There was a recent story in the NY Times about a family in my home state of New Jersey that had just won the $429.6 million Powerball jackpot—and what made it interesting is the reason they believed they had won.
Pearlie Mae Smith and her 7 adult children did not normally play the lottery. But on this particular day they decided to pool their money and buy a few tickets. It wasn’t the usual array of birth and anniversary dates that guided Ms. Smith’s choice of winning numbers. They mysteriously “popped” into her head.
Smith, who lives in Trenton and is a church pastor, believes they won the lottery through “divine intervention”. She believes this because her family has altruistic plans for the winnings and intend on helping their respective communities.
For instance, one co-winning sister who lives in Newark has ‘been leading a program to mentor young women” for 15 years and “will now have the money to fully underwrite it”. And all members of the winning family intend on “tithing 10 percent of their winnings to God”. Smith says about winning:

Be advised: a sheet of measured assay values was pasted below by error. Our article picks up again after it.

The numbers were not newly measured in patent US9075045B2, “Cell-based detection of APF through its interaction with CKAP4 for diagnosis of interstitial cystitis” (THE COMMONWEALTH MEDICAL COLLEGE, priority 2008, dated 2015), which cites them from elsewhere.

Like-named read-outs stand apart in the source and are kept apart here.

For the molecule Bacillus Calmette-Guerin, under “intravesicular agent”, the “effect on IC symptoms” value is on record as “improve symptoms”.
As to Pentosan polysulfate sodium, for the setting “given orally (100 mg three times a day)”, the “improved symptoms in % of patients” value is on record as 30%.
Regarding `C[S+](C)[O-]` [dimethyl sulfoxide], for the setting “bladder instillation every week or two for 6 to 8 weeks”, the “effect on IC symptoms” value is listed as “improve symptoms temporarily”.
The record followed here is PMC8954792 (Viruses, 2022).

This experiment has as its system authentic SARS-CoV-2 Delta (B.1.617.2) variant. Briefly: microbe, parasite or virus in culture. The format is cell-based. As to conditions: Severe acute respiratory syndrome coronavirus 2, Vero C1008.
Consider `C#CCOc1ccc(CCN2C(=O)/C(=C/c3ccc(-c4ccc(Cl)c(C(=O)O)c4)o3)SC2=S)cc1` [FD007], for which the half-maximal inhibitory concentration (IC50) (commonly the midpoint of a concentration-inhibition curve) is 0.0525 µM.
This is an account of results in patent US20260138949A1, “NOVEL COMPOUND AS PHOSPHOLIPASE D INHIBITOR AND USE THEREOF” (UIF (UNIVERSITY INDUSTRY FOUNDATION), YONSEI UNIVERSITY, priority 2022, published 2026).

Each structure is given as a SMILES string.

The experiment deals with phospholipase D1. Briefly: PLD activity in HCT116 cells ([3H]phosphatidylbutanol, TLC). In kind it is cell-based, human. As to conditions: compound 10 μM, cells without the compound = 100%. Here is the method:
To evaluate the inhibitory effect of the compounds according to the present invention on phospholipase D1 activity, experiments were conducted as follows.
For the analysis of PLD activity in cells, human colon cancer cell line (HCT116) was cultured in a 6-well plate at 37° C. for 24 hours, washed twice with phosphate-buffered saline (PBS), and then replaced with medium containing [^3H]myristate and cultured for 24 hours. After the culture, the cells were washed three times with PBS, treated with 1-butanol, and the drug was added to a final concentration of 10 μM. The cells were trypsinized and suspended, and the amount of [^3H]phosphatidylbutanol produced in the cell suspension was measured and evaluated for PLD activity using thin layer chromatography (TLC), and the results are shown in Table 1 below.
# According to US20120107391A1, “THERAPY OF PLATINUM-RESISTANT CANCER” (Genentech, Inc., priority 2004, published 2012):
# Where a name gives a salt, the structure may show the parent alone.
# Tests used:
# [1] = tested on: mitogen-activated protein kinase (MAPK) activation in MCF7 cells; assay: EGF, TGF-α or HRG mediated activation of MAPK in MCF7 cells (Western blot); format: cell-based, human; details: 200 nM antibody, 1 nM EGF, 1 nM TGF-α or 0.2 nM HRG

It was like affirmation from God because we each have dreams that we want to fulfill in this life, and do for our community and for each other and for our families…and we have been funded to do that.
So was this really a case of “divine intervention”? Did God decree that Pearlie Mae Smith and family were more worthy of winning the lottery than all the other ticket holders (including yours truly)?
I don’t think so, but I will say this. Recently, I wrote about the Bible passage “It is more blessed to give than to receive” and how it can be combined with the Law of Attraction to form this powerful maxim: Giving can make you a magnet for success, because good attracts good.
If there is a set of laws that guides the universe, I’d like to think they work something like that. Good attracts good. And that ultimately, those who put others ahead of themselves, receive their just rewards. If you parse Pastor Smith’s words above, it’s all about family and community first and the self, second.
But even if the $430 million jackpot was won by a stroke of sheer luck, it was refreshing to read about someone hitting the lottery who didn’t intend on keeping their day job at the plant, or who would end up blowing it all on a McMansion and a series of empty luxuries. The winners see the money not as way to enrich themselves, but as a tool to enrich the lives of those around them. To which I say, amen.